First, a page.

As part of her demand that men and women be held to the same standard of sexual morality, Woodhull exposed the lengthy affair that Rev. Henry Ward Beecher, the brother of Harriet Beecher Stowe and “the most famous man in America,” had been having with one of his parishioners. Exonerated in a church investigation and civil suit, Beecher returned to the pulpit. For daring to publicize Beecher’s affair, Woodhull was arrested for violating anti-obscenity laws. The first woman to run for president spent election night 1872 in a New York City jail.

Even as women continued to make gains in public life and politics, antiquated views about their private lives limited their options. If a woman were married, customs and laws demanded that her primary job must remain that of wife. And if she were single, she was considered a sexual threat. For much of the 20th century, the most successful female politicians were widows who ran to complete the unexpired terms of their deceased husbands, in what was termed “the widow’s mandate.”

Take for instance Margaret Chase Smith, R-Maine, who first ran to finish her deceased husband Clyde’s unexpired term in the House in 1940. In 1948, she was elected to the Senate (the first woman to be elected to both chambers of Congress) and then sought the Republican nomination for president in 1964. Smith had successfully managed Clyde’s Washington office for years and long harbored political aspirations of her own, but it was her status as his widow that enabled her first campaign. Even though she was only 43 when Clyde died, she never remarried.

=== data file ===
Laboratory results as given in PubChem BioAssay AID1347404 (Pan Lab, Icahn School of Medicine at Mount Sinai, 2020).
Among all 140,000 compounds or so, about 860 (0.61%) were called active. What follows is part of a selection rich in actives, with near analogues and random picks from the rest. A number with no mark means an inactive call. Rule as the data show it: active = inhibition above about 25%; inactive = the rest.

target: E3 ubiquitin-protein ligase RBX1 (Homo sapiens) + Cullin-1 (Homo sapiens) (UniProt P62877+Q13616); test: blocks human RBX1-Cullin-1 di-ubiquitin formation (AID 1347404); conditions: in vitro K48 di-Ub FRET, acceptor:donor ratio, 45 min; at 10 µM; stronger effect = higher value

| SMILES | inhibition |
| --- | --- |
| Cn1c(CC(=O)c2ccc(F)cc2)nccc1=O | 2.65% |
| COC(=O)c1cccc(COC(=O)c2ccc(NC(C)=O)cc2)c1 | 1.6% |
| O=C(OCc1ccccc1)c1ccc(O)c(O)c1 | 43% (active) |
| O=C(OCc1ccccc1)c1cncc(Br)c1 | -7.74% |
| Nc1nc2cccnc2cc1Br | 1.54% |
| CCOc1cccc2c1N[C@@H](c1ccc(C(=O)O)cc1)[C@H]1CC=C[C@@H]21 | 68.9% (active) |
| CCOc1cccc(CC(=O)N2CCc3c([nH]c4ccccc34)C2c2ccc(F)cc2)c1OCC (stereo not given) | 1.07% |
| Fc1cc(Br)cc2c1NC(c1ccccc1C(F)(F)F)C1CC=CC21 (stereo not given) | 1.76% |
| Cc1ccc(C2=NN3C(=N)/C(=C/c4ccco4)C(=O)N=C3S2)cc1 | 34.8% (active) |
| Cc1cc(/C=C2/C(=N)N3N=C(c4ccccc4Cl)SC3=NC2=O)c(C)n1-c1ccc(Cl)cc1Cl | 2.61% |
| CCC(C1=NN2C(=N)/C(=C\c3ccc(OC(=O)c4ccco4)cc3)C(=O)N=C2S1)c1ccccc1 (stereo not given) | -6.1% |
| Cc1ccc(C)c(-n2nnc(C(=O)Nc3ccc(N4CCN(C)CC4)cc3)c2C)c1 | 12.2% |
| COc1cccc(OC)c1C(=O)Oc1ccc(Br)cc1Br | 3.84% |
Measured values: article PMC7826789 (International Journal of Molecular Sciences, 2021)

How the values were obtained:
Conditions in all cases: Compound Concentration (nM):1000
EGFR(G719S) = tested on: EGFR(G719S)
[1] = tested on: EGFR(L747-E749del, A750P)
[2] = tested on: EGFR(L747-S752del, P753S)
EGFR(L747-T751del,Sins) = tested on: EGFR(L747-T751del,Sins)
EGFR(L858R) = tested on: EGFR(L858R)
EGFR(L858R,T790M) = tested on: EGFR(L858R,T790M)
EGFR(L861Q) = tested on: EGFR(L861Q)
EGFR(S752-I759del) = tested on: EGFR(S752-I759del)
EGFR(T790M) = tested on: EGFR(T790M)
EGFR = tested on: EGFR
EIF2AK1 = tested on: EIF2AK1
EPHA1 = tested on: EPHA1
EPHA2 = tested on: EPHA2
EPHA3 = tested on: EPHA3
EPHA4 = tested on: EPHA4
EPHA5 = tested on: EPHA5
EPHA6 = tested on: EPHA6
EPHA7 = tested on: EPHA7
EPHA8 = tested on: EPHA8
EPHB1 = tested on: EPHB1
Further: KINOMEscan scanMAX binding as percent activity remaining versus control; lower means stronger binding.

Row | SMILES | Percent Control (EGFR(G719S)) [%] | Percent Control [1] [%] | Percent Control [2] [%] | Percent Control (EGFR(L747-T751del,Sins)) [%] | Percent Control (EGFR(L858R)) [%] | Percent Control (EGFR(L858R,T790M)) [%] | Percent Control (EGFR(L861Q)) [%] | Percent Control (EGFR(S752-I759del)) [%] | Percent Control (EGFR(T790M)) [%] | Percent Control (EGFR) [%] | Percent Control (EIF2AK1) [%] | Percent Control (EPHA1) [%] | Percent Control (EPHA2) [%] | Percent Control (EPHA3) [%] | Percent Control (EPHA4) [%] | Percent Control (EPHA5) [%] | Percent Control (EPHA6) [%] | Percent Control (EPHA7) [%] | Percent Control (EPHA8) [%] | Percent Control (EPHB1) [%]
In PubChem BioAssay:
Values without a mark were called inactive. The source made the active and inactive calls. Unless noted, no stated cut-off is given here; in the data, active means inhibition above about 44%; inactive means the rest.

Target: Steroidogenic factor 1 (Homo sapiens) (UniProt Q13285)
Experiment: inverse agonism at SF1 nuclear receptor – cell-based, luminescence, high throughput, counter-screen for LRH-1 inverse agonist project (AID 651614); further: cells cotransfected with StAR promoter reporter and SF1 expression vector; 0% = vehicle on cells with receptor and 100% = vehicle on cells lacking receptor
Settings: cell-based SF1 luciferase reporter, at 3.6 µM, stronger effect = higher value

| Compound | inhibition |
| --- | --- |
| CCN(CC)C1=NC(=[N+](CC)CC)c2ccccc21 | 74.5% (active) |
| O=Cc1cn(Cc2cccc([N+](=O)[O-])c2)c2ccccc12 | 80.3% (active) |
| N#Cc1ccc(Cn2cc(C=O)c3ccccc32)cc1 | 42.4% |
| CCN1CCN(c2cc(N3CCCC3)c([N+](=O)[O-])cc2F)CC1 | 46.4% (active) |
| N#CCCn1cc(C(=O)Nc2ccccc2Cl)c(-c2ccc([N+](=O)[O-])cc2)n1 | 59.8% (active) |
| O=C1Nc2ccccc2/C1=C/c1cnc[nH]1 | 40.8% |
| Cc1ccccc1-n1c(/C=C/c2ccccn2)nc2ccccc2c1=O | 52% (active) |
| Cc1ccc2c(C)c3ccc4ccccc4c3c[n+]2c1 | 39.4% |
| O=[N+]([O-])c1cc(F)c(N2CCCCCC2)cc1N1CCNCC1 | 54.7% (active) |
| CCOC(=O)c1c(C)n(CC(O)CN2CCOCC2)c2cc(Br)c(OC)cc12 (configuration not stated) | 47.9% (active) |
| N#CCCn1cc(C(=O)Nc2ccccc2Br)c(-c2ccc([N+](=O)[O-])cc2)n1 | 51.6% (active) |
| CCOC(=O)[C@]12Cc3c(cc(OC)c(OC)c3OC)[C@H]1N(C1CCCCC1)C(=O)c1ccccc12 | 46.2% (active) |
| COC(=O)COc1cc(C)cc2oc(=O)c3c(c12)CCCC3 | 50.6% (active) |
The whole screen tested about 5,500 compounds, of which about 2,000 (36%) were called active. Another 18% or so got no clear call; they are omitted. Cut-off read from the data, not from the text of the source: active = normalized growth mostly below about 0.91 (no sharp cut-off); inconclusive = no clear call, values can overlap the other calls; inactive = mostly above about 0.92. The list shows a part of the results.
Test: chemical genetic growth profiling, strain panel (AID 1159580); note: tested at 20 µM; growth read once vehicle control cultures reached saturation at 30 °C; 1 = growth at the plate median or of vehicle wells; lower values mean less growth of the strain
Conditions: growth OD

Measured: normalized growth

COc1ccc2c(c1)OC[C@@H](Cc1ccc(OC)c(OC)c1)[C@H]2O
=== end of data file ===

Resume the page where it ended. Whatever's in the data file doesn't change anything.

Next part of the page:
Even during the so-called “Year of the Woman” in 1992 — the year that 117 women ran for Congress after watching Anita Hill’s testimony before the all-male Senate Judiciary Committee — the most memorable campaign was that of Sen. Patty Murray, D-Wash., who ran as “just a mom in tennis shoes.” To bolster her outsider credentials, Murray included that signature line at nearly all of her campaign appearances. After her unexpected primary win, The New York Times reported that Murray had “succeeded by playing on a nonpartisan image of a harried mom — caring for two children and aging parents, while holding a job and making dinner several nights a week.”